It argued that the Anti-Dumping Agreement only spells out three circumstances
under which investigating authorities may depart from the rule of
using reported domestic prices for the calculation of normal value,
and "significant distortion" is not one of the three permitted
Saudi Arabia further said that the Appellate Body had clarified in
EU - Anti-Dumping Measures on Biodiesel from Argentina (DS473) that
reliable data supplied by the domestic producer cannot be rejected
in favour of third country prices simply because the domestic prices
are too low.
The lack of clarity and the concepts upon which the new EU methodology
is based is very concerning, Saudi Arabia said.
It wanted the EU to explain how it would ensure a fair and objective
assessment by its authorities.
The Russian Federation said that it continues to believe that the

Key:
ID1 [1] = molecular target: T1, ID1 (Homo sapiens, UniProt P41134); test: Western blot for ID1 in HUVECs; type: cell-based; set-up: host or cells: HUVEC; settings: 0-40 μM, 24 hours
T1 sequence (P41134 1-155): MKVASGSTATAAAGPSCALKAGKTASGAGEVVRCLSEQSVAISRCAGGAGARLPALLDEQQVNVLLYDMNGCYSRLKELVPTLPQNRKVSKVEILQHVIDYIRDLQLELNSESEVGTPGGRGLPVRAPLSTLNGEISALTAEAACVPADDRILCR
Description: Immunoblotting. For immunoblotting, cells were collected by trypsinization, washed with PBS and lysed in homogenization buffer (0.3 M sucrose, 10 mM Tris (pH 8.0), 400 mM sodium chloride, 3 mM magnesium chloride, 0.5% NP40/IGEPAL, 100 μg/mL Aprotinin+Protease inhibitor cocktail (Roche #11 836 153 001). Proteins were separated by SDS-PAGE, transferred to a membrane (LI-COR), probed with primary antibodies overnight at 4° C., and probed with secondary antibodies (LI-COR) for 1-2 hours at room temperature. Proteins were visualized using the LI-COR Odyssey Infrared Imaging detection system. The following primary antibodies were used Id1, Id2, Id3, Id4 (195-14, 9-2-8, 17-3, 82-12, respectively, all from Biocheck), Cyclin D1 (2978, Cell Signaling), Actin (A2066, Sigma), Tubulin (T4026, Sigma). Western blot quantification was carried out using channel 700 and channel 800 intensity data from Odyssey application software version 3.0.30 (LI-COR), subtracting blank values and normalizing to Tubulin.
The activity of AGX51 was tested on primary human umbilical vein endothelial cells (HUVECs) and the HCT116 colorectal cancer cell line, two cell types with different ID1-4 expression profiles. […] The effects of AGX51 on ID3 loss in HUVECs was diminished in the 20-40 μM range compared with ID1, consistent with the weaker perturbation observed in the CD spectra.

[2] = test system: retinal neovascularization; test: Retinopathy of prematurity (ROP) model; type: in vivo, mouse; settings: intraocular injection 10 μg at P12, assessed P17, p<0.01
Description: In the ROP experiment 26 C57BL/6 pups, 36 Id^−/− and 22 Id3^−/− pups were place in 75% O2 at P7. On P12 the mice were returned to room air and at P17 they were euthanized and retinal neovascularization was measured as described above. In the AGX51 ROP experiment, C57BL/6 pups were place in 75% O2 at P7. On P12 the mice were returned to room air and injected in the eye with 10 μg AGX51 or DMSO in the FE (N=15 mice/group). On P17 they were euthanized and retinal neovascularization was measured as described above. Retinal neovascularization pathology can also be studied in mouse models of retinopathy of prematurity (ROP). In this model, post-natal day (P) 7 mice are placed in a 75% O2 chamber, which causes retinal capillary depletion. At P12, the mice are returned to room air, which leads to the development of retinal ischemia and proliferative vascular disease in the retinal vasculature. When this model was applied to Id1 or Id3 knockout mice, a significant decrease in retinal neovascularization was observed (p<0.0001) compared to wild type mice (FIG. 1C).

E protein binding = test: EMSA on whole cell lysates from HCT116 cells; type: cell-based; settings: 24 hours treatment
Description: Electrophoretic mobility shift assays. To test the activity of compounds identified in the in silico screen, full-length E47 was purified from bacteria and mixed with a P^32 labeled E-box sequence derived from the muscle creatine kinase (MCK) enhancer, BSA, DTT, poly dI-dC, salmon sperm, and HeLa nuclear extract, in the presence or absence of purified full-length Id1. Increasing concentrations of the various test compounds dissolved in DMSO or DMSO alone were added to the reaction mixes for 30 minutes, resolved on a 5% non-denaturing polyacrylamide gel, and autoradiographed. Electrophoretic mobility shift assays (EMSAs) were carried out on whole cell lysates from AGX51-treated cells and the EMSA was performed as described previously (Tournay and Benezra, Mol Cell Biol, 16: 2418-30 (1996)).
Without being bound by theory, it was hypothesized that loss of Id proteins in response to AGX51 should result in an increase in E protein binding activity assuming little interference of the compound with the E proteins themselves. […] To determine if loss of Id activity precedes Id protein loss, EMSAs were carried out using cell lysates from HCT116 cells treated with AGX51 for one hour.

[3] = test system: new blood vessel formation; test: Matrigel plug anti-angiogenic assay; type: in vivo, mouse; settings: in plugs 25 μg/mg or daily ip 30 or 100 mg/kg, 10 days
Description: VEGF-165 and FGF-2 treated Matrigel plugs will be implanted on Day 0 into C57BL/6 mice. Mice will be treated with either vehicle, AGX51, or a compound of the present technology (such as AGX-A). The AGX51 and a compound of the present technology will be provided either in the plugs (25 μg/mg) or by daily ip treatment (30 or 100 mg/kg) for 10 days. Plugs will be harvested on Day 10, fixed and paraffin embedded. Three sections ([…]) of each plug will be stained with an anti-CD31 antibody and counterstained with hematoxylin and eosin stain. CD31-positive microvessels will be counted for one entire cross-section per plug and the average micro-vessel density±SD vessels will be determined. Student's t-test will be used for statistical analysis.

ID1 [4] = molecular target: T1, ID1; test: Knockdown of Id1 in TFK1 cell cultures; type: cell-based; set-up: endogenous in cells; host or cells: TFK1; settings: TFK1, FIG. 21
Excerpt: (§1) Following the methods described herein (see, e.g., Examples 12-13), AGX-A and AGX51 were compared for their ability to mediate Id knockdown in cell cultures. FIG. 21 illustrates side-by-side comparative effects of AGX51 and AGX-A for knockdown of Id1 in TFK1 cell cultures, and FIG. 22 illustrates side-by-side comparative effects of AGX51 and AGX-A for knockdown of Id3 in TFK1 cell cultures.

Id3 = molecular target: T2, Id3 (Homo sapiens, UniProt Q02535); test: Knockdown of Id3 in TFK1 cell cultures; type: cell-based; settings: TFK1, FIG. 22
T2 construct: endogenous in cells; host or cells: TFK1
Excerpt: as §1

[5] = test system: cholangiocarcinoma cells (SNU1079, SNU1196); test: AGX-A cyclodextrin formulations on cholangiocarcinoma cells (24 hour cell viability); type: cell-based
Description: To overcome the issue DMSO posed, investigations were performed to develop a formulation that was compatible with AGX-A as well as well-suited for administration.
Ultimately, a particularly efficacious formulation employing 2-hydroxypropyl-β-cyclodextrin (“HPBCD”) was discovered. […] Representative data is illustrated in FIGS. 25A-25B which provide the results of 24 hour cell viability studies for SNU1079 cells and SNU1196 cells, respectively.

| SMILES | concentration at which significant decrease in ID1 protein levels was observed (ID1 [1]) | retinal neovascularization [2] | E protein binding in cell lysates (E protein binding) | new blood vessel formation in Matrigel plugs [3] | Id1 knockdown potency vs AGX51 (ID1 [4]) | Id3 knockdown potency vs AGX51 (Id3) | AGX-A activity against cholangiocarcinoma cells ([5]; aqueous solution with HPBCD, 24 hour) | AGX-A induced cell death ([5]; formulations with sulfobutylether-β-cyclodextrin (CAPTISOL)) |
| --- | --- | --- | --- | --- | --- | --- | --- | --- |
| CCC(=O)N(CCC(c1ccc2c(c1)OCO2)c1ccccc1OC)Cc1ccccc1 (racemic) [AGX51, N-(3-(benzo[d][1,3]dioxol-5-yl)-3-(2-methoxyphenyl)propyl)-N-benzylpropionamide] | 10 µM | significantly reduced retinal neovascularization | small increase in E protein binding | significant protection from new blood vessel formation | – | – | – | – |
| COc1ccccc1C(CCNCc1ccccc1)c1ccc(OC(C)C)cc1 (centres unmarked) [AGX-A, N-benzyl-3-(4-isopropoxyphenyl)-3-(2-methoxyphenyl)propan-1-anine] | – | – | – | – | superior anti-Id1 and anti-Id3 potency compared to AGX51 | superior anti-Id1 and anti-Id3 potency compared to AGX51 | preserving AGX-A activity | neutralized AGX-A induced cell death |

EU amendments were in violation of WTO rules, especially in the context
of evolving WTO jurisprudence.
According to Russia, certain aspects of the amended legislation are
unclear and create great uncertainty for exporters.
It also asked why the EU Commission had decided to make Russia the
focus of its second report on significant distortions and what other
countries would be subject to these reports.
It said the EU could still stop short of breaching its WTO obligations
by never applying the amended normal value methodology.
China said it had deep concerns about the EU's new Regulation. It
pointed out that the "significant distortion" methodology
for calculating normal value would damage the WTO's anti-dumping legal
system and increase uncertainty for exporters.
The concept of "significant distortion" does not exist under
WTO rules, China argued, saying that both the Anti-Dumping Agreement
as well as Article VI of the General Agreement on Tariffs and Trade
(GATT) do not provide any legal basis for members to establish normal
value outside a strict comparison with the domestic prices in the
country of origin.
China called on the EU to respect its WTO obligations and apply a
non-discriminatory approach to all members.